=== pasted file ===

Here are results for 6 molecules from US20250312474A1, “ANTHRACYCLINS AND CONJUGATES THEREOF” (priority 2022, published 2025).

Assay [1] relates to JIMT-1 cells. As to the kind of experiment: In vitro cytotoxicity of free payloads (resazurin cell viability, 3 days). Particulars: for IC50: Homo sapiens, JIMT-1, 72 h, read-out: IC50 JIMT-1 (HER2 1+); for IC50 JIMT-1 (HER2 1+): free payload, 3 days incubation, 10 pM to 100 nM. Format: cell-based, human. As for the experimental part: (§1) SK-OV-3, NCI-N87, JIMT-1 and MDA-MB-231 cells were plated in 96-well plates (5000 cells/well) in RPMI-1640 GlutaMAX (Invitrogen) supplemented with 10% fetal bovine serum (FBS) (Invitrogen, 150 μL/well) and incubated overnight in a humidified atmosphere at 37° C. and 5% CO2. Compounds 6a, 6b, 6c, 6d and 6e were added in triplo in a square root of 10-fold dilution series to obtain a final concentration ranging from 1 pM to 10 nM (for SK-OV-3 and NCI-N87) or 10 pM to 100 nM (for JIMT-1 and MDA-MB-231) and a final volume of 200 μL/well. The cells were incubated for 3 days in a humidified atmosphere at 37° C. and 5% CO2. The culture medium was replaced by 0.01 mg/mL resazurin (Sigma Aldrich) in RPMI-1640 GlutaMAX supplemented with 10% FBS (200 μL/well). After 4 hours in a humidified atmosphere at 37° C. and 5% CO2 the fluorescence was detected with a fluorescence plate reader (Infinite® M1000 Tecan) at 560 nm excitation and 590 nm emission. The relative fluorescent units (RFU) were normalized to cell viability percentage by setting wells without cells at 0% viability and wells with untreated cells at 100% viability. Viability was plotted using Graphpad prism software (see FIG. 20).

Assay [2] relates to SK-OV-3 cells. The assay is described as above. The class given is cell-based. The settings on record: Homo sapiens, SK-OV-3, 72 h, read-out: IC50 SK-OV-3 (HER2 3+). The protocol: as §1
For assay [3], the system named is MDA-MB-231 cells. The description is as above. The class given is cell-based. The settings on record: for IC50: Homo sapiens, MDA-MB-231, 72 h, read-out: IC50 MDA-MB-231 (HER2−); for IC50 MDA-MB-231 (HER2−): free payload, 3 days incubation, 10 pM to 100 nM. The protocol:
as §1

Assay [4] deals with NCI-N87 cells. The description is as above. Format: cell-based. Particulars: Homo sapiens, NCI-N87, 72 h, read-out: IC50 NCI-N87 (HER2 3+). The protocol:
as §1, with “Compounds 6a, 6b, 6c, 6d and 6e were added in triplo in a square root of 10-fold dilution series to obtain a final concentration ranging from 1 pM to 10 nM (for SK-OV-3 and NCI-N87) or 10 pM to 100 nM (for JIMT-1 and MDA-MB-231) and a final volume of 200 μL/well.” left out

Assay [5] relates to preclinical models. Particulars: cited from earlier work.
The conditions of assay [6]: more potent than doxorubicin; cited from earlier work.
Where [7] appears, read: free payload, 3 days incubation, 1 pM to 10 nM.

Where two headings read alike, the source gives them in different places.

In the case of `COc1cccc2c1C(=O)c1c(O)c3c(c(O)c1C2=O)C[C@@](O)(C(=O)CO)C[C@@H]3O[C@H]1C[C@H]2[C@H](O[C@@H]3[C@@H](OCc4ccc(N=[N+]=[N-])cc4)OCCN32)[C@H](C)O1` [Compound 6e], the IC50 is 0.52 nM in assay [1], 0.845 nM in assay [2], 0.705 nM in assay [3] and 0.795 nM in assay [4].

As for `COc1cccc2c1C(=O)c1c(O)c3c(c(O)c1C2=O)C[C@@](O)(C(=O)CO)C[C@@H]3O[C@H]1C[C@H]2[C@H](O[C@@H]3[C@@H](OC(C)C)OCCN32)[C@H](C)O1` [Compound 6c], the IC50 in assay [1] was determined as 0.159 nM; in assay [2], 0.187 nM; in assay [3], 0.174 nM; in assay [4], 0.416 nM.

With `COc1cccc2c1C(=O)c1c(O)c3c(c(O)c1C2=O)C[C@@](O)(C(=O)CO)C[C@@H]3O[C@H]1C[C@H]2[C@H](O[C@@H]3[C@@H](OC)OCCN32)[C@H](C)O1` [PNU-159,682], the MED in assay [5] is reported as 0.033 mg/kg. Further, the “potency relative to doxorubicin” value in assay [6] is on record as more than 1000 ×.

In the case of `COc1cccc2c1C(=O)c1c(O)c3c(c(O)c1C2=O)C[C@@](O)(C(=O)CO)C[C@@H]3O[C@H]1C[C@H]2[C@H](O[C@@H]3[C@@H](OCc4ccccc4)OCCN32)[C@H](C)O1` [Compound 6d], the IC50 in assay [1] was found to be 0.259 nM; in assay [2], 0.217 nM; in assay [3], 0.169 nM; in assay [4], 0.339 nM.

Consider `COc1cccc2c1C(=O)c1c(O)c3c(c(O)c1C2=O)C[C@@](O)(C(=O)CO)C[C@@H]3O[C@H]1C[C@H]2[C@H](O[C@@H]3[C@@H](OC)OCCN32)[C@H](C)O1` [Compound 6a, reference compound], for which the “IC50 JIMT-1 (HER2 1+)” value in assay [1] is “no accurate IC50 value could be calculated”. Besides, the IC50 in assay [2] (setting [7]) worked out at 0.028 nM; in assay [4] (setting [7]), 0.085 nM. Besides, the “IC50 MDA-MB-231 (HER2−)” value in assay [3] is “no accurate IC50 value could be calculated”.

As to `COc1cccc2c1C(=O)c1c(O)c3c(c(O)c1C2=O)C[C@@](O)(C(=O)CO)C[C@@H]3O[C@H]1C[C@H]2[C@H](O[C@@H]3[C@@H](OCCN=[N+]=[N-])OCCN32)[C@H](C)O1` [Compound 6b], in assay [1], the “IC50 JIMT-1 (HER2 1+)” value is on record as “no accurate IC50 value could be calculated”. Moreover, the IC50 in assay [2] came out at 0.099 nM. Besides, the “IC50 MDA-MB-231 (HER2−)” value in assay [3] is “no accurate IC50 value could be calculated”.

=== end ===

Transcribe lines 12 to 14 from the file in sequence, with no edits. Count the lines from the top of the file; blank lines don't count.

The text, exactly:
In the case of `COc1cccc2c1C(=O)c1c(O)c3c(c(O)c1C2=O)C[C@@](O)(C(=O)CO)C[C@@H]3O[C@H]1C[C@H]2[C@H](O[C@@H]3[C@@H](OCc4ccc(N=[N+]=[N-])cc4)OCCN32)[C@H](C)O1` [Compound 6e], the IC50 is 0.52 nM in assay [1], 0.845 nM in assay [2], 0.705 nM in assay [3] and 0.795 nM in assay [4].

As for `COc1cccc2c1C(=O)c1c(O)c3c(c(O)c1C2=O)C[C@@](O)(C(=O)CO)C[C@@H]3O[C@H]1C[C@H]2[C@H](O[C@@H]3[C@@H](OC(C)C)OCCN32)[C@H](C)O1` [Compound 6c], the IC50 in assay [1] was determined as 0.159 nM; in assay [2], 0.187 nM; in assay [3], 0.174 nM; in assay [4], 0.416 nM.

With `COc1cccc2c1C(=O)c1c(O)c3c(c(O)c1C2=O)C[C@@](O)(C(=O)CO)C[C@@H]3O[C@H]1C[C@H]2[C@H](O[C@@H]3[C@@H](OC)OCCN32)[C@H](C)O1` [PNU-159,682], the MED in assay [5] is reported as 0.033 mg/kg. Further, the “potency relative to doxorubicin” value in assay [6] is on record as more than 1000 ×.